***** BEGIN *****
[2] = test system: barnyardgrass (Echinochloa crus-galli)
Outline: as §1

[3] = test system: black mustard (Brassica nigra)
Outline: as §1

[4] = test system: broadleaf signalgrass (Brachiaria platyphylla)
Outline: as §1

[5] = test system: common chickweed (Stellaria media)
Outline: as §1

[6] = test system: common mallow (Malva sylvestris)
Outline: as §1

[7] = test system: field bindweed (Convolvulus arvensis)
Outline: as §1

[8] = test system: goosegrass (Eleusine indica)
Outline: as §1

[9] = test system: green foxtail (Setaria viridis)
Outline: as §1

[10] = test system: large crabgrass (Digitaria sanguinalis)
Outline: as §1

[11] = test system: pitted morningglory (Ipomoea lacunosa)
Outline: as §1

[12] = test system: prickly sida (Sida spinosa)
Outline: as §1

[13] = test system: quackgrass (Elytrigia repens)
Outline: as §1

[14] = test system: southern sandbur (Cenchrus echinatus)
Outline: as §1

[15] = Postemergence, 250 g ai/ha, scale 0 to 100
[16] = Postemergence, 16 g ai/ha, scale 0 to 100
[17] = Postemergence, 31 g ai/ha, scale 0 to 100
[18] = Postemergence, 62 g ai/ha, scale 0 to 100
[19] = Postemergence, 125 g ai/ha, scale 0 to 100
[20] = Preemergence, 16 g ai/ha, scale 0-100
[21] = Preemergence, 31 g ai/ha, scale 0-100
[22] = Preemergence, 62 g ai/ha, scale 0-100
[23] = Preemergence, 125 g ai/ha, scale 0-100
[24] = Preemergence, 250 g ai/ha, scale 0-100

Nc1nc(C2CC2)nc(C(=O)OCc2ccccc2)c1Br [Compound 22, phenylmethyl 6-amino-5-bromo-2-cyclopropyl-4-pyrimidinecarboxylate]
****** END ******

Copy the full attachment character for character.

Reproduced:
[2] = test system: barnyardgrass (Echinochloa crus-galli)
Outline: as §1

[3] = test system: black mustard (Brassica nigra)
Outline: as §1

[4] = test system: broadleaf signalgrass (Brachiaria platyphylla)
Outline: as §1

[5] = test system: common chickweed (Stellaria media)
Outline: as §1

[6] = test system: common mallow (Malva sylvestris)
Outline: as §1

[7] = test system: field bindweed (Convolvulus arvensis)
Outline: as §1

[8] = test system: goosegrass (Eleusine indica)
Outline: as §1

[9] = test system: green foxtail (Setaria viridis)
Outline: as §1

[10] = test system: large crabgrass (Digitaria sanguinalis)
Outline: as §1

[11] = test system: pitted morningglory (Ipomoea lacunosa)
Outline: as §1

[12] = test system: prickly sida (Sida spinosa)
Outline: as §1

[13] = test system: quackgrass (Elytrigia repens)
Outline: as §1

[14] = test system: southern sandbur (Cenchrus echinatus)
Outline: as §1

[15] = Postemergence, 250 g ai/ha, scale 0 to 100
[16] = Postemergence, 16 g ai/ha, scale 0 to 100
[17] = Postemergence, 31 g ai/ha, scale 0 to 100
[18] = Postemergence, 62 g ai/ha, scale 0 to 100
[19] = Postemergence, 125 g ai/ha, scale 0 to 100
[20] = Preemergence, 16 g ai/ha, scale 0-100
[21] = Preemergence, 31 g ai/ha, scale 0-100
[22] = Preemergence, 62 g ai/ha, scale 0-100
[23] = Preemergence, 125 g ai/ha, scale 0-100
[24] = Preemergence, 250 g ai/ha, scale 0-100

Nc1nc(C2CC2)nc(C(=O)OCc2ccccc2)c1Br [Compound 22, phenylmethyl 6-amino-5-bromo-2-cyclopropyl-4-pyrimidinecarboxylate]